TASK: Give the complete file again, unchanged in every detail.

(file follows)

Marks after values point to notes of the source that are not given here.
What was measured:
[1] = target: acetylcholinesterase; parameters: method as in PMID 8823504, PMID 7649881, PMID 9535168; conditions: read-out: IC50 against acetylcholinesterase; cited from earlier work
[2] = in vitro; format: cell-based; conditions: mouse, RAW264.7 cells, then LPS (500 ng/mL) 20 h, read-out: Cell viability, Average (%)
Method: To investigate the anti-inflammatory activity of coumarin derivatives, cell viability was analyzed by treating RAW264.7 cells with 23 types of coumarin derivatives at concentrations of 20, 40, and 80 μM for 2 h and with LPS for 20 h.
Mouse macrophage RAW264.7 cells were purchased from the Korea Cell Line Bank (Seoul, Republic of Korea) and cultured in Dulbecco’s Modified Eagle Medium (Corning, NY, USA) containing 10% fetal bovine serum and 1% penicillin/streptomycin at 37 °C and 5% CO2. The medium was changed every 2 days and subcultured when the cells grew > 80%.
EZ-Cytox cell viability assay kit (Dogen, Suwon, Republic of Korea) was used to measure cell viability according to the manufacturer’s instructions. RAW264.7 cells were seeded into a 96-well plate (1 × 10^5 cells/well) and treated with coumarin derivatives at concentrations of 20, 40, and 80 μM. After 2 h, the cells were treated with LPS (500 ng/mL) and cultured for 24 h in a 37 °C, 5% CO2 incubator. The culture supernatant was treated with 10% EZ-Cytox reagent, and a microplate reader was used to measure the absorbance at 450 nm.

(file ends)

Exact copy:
Marks after values point to notes of the source that are not given here.
What was measured:
[1] = target: acetylcholinesterase; parameters: method as in PMID 8823504, PMID 7649881, PMID 9535168; conditions: read-out: IC50 against acetylcholinesterase; cited from earlier work
[2] = in vitro; format: cell-based; conditions: mouse, RAW264.7 cells, then LPS (500 ng/mL) 20 h, read-out: Cell viability, Average (%)
Method: To investigate the anti-inflammatory activity of coumarin derivatives, cell viability was analyzed by treating RAW264.7 cells with 23 types of coumarin derivatives at concentrations of 20, 40, and 80 μM for 2 h and with LPS for 20 h.
Mouse macrophage RAW264.7 cells were purchased from the Korea Cell Line Bank (Seoul, Republic of Korea) and cultured in Dulbecco’s Modified Eagle Medium (Corning, NY, USA) containing 10% fetal bovine serum and 1% penicillin/streptomycin at 37 °C and 5% CO2. The medium was changed every 2 days and subcultured when the cells grew > 80%.
EZ-Cytox cell viability assay kit (Dogen, Suwon, Republic of Korea) was used to measure cell viability according to the manufacturer’s instructions. RAW264.7 cells were seeded into a 96-well plate (1 × 10^5 cells/well) and treated with coumarin derivatives at concentrations of 20, 40, and 80 μM. After 2 h, the cells were treated with LPS (500 ng/mL) and cultured for 24 h in a 37 °C, 5% CO2 incubator. The culture supernatant was treated with 10% EZ-Cytox reagent, and a microplate reader was used to measure the absorbance at 450 nm.